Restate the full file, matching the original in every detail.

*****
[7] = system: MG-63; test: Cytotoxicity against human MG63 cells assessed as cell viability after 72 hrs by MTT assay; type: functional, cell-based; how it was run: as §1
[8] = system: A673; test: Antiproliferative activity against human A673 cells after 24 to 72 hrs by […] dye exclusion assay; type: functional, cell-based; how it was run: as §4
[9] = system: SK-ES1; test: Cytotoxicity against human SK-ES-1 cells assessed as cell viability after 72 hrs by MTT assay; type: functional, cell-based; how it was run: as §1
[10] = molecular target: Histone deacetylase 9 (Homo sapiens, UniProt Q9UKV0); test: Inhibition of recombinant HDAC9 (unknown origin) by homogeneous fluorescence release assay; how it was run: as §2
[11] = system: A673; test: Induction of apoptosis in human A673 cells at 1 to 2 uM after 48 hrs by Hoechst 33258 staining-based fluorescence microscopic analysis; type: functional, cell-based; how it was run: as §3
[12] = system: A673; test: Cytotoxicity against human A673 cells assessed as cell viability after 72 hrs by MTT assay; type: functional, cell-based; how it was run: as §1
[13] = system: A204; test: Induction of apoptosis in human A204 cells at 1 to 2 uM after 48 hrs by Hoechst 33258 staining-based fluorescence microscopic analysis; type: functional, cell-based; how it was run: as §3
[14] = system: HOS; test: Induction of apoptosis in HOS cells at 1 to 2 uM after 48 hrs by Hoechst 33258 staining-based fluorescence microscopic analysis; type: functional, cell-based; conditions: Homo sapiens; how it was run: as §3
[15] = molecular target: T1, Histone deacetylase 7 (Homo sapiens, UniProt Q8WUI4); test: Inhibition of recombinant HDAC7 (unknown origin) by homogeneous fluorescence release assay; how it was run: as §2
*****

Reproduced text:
[7] = system: MG-63; test: Cytotoxicity against human MG63 cells assessed as cell viability after 72 hrs by MTT assay; type: functional, cell-based; how it was run: as §1
[8] = system: A673; test: Antiproliferative activity against human A673 cells after 24 to 72 hrs by […] dye exclusion assay; type: functional, cell-based; how it was run: as §4
[9] = system: SK-ES1; test: Cytotoxicity against human SK-ES-1 cells assessed as cell viability after 72 hrs by MTT assay; type: functional, cell-based; how it was run: as §1
[10] = molecular target: Histone deacetylase 9 (Homo sapiens, UniProt Q9UKV0); test: Inhibition of recombinant HDAC9 (unknown origin) by homogeneous fluorescence release assay; how it was run: as §2
[11] = system: A673; test: Induction of apoptosis in human A673 cells at 1 to 2 uM after 48 hrs by Hoechst 33258 staining-based fluorescence microscopic analysis; type: functional, cell-based; how it was run: as §3
[12] = system: A673; test: Cytotoxicity against human A673 cells assessed as cell viability after 72 hrs by MTT assay; type: functional, cell-based; how it was run: as §1
[13] = system: A204; test: Induction of apoptosis in human A204 cells at 1 to 2 uM after 48 hrs by Hoechst 33258 staining-based fluorescence microscopic analysis; type: functional, cell-based; how it was run: as §3
[14] = system: HOS; test: Induction of apoptosis in HOS cells at 1 to 2 uM after 48 hrs by Hoechst 33258 staining-based fluorescence microscopic analysis; type: functional, cell-based; conditions: Homo sapiens; how it was run: as §3
[15] = molecular target: T1, Histone deacetylase 7 (Homo sapiens, UniProt Q8WUI4); test: Inhibition of recombinant HDAC7 (unknown origin) by homogeneous fluorescence release assay; how it was run: as §2